New Zealand's milk production growth is likely to be constrained over the next five years as the ability to change land use will become more difficult and expensive, rural lending specialist Rabobank said.
The bank said the future growth of the New Zealand dairy industry would partly depend on how efficiently producers adapted their production systems to meet heightened environmental controls.
"This will require even closer engagement locally with regulators and the wider community, alongside a rigorous programme of measuring, monitoring and mitigating environmental impacts," Rabobank said in a report on New Zealand's competitiveness in the agriculture sector.
More broadly, New Zealand risked a "golden opportunity" to grow its agricultural base unless it adopted a co-ordinated, joint approach to improve its competitiveness.
The report, which covered the New Zealand and Australian agribusiness sectors, said both countries' food and agribusiness industries were increasingly coming under threat from a growing group of competitors from South America, Eastern Europe and Asia.
The report said the critical areas were rising production costs, international market access, logistics, regulatory pressures, capital constraints and product development.
Rabobank's general manager food and agribusiness research and advisory, Luke Chandler, said while the rising demand growth for food from Asia remained an opportunity, New Zealand and Australia risked missing the boat without a more co-ordinated effort from industry and govern-ment.
"While the competitiveness of New Zealand's food and agricultural sectors has generally compared favourably in a global context in the past, this situation is far from static," he said.
"Many of New Zealand's competitors in agricultural markets around the world are investing heavily and becoming much more productive, and this is very much raising the bar for New Zealand's agricultural industries," he said.
Chandler said food and agriculture was becoming the subject of increased focus from governments around the world as the challenge of meeting the food needs of a growing and wealthier global population.
"Over the past decade, highly-resourceful developing countries have begun to assume a greater role in the global export trade of food and agriculture products," he said.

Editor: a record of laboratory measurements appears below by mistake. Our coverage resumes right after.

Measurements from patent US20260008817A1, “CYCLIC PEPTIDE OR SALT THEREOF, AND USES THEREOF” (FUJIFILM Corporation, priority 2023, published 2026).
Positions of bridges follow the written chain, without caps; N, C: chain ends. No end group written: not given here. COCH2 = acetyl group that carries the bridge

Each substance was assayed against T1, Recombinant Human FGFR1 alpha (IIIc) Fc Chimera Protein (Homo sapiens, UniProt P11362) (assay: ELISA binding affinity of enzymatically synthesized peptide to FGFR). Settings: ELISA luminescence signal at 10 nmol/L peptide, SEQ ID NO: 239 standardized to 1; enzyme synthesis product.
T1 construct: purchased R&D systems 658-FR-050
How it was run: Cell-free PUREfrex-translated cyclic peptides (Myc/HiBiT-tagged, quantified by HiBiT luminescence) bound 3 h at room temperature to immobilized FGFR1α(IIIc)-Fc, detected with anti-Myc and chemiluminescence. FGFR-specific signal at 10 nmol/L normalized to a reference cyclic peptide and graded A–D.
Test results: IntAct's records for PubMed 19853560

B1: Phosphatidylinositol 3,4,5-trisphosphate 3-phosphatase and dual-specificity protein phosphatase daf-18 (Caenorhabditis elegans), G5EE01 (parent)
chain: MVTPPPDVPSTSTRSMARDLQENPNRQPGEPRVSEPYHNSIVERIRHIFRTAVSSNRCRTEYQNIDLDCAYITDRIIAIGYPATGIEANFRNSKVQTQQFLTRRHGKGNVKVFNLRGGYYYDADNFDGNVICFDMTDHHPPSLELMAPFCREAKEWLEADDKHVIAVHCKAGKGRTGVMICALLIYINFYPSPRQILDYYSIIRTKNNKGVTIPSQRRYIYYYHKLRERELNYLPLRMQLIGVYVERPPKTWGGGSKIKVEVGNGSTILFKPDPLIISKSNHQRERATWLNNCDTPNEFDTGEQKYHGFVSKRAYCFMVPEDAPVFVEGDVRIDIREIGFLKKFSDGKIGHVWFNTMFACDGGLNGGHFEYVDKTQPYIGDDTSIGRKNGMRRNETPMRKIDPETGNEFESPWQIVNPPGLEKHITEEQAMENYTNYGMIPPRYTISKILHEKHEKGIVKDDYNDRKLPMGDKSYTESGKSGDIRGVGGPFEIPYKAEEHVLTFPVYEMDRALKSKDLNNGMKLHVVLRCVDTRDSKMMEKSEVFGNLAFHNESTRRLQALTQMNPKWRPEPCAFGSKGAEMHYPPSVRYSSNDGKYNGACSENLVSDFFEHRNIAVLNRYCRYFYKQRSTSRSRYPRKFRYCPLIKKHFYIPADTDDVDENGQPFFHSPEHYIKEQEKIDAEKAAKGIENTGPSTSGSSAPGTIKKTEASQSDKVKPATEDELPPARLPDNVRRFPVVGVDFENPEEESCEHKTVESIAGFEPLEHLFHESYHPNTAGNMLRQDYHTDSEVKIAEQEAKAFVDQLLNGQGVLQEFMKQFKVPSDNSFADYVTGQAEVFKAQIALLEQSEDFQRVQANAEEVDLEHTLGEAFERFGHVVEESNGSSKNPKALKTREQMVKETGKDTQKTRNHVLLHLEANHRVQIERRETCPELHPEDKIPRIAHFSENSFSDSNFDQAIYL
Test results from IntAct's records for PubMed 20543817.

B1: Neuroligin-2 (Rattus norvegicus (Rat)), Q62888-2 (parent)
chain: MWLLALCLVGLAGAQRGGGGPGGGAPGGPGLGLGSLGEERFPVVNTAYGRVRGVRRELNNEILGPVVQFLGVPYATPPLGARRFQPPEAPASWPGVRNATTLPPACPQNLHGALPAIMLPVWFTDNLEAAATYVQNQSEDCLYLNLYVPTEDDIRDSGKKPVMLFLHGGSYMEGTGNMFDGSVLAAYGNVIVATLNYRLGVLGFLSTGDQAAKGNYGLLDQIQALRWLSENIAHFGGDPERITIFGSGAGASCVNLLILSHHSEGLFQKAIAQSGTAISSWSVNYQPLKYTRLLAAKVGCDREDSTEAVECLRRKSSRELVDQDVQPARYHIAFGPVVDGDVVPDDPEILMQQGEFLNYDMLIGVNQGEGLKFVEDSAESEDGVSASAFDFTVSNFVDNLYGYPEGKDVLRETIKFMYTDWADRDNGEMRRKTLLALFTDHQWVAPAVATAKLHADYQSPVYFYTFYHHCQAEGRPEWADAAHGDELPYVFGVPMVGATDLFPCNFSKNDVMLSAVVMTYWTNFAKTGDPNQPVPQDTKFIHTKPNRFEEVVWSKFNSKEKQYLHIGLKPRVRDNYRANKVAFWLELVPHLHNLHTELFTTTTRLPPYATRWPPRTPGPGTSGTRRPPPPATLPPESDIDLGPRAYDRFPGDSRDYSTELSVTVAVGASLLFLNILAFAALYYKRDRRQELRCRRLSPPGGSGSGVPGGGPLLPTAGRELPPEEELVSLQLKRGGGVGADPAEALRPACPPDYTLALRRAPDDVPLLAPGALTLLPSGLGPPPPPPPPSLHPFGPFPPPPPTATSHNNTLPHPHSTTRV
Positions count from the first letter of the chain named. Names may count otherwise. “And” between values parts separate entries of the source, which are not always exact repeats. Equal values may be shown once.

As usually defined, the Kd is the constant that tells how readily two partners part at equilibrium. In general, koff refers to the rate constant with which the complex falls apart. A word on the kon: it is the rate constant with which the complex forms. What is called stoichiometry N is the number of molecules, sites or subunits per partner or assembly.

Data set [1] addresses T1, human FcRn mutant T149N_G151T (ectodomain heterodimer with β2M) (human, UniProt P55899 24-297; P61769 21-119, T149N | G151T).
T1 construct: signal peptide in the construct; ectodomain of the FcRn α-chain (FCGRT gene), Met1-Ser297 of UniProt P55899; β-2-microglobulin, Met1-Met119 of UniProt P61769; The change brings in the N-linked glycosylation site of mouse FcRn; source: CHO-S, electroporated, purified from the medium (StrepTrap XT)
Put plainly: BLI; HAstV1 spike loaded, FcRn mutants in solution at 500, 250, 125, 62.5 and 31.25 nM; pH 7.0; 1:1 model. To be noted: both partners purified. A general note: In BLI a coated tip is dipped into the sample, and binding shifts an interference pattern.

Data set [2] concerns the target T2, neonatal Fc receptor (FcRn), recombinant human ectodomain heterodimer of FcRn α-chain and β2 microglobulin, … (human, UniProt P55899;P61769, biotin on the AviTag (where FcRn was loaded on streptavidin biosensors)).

"The potential of countries in South America and Eastern Europe is obvious, but even some major food-importing countries and regions, such as China and the Asean-5 nations are playing a greater role in shaping the export landscape," he said.
As a case in point, it said, New Zealand's dairy industry needed to increasingly deal with significantly heightened environmental regulation.
In the sheepmeat sector, the growing need for new capital to rationalise and revitalise industry supply chains was another priority in lifting the competitiveness of New Zealand's agricultural sector, the report said.
Ready access to efficient investment capital was critical to driving the pursuit of scale, infrastructure investment and the adoption of new technologies which act to support competitiveness across the agribusiness sector, it said.
A lack of investment capital has been a particularly pressing issue affecting the competitiveness of the New Zealand sheepmeat sector, Chandler said.
"Investment, whether local and/or foreign, is clearly required to improve efficiencies and productivity downstream in the supply chain.
"With the sheep flock halving since 1990, the adjustment of both processing capacity and capability has not kept pace and is consequently impacting returns," he said.